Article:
SB 709 is designed to make it more difficult for citizens to legally contest permit applications at the Texas Commission for Environmental Quality (TCEQ) for potentially dangerous incoming entities like factories, chemical plants, and waste disposal sites. These aren’t lawsuits run amok that are hurting the efficacy of the system – in fact, “out of some 1,900 environmental permit applications last year, only 10 were contested,” according to Alliance for a Clean Texas.

A group of Senators, including Sens. Watson (D-Austin), West (D-Dallas), and Garcia (D-Houston), raised concerns that, among other issues, the bill would:

fundamentally impede individual rights and further align the TCEQ with business interests rather than the public, and that citizens do not have enough opportunity as is to learn about permit applications that may affect them.”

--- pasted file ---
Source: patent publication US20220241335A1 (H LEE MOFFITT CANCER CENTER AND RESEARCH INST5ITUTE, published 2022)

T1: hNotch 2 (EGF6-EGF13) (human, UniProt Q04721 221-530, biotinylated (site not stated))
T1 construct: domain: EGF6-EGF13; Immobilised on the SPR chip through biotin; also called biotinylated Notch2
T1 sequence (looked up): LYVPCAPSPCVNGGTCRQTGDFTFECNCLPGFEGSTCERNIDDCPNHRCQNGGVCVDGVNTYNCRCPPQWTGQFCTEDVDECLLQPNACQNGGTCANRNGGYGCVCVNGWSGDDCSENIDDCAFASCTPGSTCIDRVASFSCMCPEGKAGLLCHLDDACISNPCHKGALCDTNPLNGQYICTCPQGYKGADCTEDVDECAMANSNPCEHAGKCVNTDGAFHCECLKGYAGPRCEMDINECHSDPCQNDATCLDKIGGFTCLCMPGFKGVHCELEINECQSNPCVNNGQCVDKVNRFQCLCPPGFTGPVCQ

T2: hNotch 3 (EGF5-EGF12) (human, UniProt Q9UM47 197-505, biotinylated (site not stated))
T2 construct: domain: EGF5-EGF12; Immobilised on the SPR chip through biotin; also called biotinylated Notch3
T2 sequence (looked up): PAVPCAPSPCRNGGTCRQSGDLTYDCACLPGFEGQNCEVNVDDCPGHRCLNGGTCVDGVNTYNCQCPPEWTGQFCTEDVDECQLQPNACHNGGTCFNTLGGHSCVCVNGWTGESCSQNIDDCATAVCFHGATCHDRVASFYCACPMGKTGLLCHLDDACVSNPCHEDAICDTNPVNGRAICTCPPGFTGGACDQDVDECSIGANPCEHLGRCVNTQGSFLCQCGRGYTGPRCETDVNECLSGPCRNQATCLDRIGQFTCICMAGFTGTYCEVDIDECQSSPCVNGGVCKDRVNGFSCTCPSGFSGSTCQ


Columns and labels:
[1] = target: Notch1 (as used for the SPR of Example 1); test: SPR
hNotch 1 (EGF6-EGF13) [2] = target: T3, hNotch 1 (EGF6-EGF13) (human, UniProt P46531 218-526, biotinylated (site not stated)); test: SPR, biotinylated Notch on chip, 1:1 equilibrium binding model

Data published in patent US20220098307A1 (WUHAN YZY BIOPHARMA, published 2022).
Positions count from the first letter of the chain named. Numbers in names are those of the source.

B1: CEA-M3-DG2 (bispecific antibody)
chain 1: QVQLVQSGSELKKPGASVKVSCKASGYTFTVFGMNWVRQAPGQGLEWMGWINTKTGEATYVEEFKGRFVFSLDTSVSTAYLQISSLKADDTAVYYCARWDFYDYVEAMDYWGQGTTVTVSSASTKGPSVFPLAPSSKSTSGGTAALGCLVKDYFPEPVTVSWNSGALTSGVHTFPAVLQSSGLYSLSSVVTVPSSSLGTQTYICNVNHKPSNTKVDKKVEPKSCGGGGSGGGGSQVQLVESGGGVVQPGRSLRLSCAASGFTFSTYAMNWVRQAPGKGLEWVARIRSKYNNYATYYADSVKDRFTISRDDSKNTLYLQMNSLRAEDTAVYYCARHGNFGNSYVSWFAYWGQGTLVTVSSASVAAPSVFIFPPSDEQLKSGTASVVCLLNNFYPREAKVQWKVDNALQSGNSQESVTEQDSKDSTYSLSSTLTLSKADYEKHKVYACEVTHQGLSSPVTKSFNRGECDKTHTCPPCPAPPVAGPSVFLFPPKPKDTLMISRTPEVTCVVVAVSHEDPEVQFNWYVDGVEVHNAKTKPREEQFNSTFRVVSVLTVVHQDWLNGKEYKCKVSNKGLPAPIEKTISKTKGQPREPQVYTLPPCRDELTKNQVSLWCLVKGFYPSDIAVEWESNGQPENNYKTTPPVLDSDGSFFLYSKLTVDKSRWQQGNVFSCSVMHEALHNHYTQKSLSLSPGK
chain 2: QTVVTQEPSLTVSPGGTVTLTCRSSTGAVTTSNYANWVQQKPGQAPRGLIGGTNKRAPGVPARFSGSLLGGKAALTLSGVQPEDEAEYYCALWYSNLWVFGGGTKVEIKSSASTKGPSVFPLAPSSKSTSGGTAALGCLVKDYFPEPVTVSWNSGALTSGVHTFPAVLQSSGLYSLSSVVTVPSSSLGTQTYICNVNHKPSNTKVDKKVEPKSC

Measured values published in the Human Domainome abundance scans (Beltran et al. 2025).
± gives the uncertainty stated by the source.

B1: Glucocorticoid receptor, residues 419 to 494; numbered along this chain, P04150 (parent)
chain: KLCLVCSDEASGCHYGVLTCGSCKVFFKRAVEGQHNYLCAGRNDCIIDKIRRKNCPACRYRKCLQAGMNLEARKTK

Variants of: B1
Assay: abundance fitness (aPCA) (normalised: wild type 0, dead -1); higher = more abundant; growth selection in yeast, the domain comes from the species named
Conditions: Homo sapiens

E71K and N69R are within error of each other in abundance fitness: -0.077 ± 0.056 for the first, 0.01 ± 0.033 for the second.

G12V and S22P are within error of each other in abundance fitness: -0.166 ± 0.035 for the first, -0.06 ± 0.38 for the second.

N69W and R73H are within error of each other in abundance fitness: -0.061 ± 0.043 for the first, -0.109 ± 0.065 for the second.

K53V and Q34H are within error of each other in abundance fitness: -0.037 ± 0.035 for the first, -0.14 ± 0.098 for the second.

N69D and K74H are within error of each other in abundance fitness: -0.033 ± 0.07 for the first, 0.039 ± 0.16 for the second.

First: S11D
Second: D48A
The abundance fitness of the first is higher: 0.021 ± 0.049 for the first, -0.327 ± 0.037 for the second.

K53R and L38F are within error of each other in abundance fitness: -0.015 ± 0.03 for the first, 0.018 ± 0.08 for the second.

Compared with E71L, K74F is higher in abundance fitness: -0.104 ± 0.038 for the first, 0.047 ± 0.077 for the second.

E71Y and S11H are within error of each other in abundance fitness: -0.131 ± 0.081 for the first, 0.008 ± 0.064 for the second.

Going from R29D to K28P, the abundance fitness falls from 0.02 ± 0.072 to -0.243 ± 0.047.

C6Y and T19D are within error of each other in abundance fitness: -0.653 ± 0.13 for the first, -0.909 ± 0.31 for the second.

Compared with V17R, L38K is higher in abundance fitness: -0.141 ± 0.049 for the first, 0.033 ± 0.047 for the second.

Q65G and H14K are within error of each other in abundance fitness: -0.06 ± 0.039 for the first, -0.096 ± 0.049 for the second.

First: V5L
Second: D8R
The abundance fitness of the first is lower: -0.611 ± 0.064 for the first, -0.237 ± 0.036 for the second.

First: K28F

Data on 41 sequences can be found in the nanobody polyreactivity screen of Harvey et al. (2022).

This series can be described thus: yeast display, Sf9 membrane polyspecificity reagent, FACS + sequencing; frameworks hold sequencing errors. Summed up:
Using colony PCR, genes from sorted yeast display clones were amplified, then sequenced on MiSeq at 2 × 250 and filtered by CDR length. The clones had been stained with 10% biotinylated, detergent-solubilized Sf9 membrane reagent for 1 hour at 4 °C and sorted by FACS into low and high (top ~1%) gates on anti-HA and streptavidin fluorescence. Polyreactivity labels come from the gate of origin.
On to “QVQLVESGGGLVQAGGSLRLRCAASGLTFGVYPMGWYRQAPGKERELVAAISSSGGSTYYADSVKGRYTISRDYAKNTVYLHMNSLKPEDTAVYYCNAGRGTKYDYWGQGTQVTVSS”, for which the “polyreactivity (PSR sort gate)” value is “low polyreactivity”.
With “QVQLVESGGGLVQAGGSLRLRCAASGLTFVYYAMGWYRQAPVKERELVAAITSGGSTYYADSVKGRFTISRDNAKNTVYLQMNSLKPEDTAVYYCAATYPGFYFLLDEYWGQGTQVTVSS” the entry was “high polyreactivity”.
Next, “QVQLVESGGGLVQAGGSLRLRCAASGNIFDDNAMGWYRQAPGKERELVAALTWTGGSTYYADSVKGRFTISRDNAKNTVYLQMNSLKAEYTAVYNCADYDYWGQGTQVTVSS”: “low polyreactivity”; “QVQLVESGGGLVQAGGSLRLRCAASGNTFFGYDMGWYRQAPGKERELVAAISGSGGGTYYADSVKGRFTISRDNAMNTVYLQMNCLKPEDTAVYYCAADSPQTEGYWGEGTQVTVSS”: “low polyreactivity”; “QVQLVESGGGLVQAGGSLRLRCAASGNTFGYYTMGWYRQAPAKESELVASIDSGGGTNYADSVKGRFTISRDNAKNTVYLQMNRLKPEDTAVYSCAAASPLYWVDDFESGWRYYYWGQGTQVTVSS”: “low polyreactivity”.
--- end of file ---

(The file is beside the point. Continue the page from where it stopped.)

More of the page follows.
This law includes legalese that most Texans shouldn’t have to sift through, yet Texans need the ability to seek recourse when a permit may affect their families and livelihoods. This bill would make it harder for people to be heard. And yet it is quietly ready for the Governor’s likely signature.

The Rancher, the Fisherman, and the Nun

In multiple op-eds and a letter to the editor, the local newspaper from Rep. Morrison’s own district, the Victoria Advocate, shared personal stories and other real consequences this law will have.

The rancher: Terrell Graham, of Goliad County, is a rancher and retired engineer, concerned with protecting the rights of Texas property owners. In his own words, he appealed to Morrison and others to not pass this bill:

As a property owner in Goliad County, I have huge concerns with these bills. My family and I have spent more than a year engaged in opposing a permit that would allow the Johnson Ranch subdivision to discharge 350,000 gallons per day of treated sewage effluent on to our family ranch… To put this into perspective, everyone is familiar with the tank trailers that deliver gasoline to their service station. These each contain approximately 9,000 gallons. This would equate to almost 39 of these trailers discharging their contents onto our property each day.